Switch to Eurotime grows on farmers: Ignorance of illness leads to boycott of families and footballers

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The Independent Online
(First Edition)

FARMERS have agreed to support calls for clocks to be put permanently forward, giving darker mornings and lighter evenings. After decades as the chief opponents of extending summer time, their change of mind - which comes as clocks went back an hour this morning - removes the last obstacle to a switch to central European Time. This would provide two extra hours of daylight in summer and one in winter.

Michael Howard, the Home Secretary, is known to favour a change in the present system, which for 11 months of the year puts our time an hour behind the rest of Europe.

There is evidence that an extra hour of light on winter evenings would significantly reduce the number of people, especially schoolchildren, killed and injured in road accidents.

But any changes in law - which would not be introduced before 1995 - would be fiercely opposed by many Scottish politicans and businessmen who believe that industry, especially construction firms, would be hit hard. Scotland already has fewer hours of daylight than England in winter and change would mean some areas would be dark until almost 10am.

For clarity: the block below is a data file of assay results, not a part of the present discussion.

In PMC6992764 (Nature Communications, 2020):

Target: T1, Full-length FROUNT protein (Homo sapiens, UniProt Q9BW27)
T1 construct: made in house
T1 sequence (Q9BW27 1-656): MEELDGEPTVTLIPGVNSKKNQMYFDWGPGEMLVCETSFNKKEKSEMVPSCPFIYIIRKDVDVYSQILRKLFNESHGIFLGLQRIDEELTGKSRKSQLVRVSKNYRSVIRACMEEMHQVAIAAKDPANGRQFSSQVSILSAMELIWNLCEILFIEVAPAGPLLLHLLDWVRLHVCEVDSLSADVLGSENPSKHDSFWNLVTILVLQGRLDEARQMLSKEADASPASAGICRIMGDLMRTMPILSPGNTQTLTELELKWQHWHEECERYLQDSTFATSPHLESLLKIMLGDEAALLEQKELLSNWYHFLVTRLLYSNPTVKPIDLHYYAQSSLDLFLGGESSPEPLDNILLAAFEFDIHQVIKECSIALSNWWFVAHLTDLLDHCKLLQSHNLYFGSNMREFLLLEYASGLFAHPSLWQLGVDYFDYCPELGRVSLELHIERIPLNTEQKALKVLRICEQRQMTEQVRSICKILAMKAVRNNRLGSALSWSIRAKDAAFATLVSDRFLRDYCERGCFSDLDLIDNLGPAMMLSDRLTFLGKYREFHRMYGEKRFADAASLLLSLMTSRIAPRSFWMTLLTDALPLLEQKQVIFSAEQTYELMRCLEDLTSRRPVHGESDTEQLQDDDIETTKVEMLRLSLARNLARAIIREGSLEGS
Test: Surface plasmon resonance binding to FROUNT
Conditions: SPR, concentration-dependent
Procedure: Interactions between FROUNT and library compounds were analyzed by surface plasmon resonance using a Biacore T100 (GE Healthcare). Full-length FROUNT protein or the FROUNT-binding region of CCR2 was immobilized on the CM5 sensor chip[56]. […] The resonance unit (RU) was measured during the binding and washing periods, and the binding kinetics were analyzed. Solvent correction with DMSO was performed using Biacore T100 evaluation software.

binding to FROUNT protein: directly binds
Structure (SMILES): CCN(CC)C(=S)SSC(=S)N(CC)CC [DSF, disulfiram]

Since April, the National Farmers' Union has been canvassing its 100,000 members in England and Wales on whether they would support the scrapping of the current system. A final policy document is expected to be published by the end of the year. However, all nine NFU regions report backing for the proposed changes. A spokeswoman said: 'Traditionally our policy has been against change, but most of our members now say they recognise the benefits to road safety. The disadvantages to our members are minor compared to saving lives - all the reports we've had from our members so far have been positive.'

Vegetable growers, who need to harvest their crops early in the morning, and dairy and cattle farmers, who usually milk and feed their animals from 6am, would be most affected by the new hours.

Mary James, a dairy farmer near Bristol, said: 'The new time system would be an inconvenience, but it will not kill anyone - it could save someone's life, which is what is most important.'

Changing the clocks would save 140 lives and 520 serious injuries on the roads each year, a study by the Policy Studies Institute, published this month, concluded. The study also predicted that a time change would help reduce crime, boost the tourist and travel industries and reduce fuel consumption. An NOP poll of 857 people last month found 59 per cent favoured a change.

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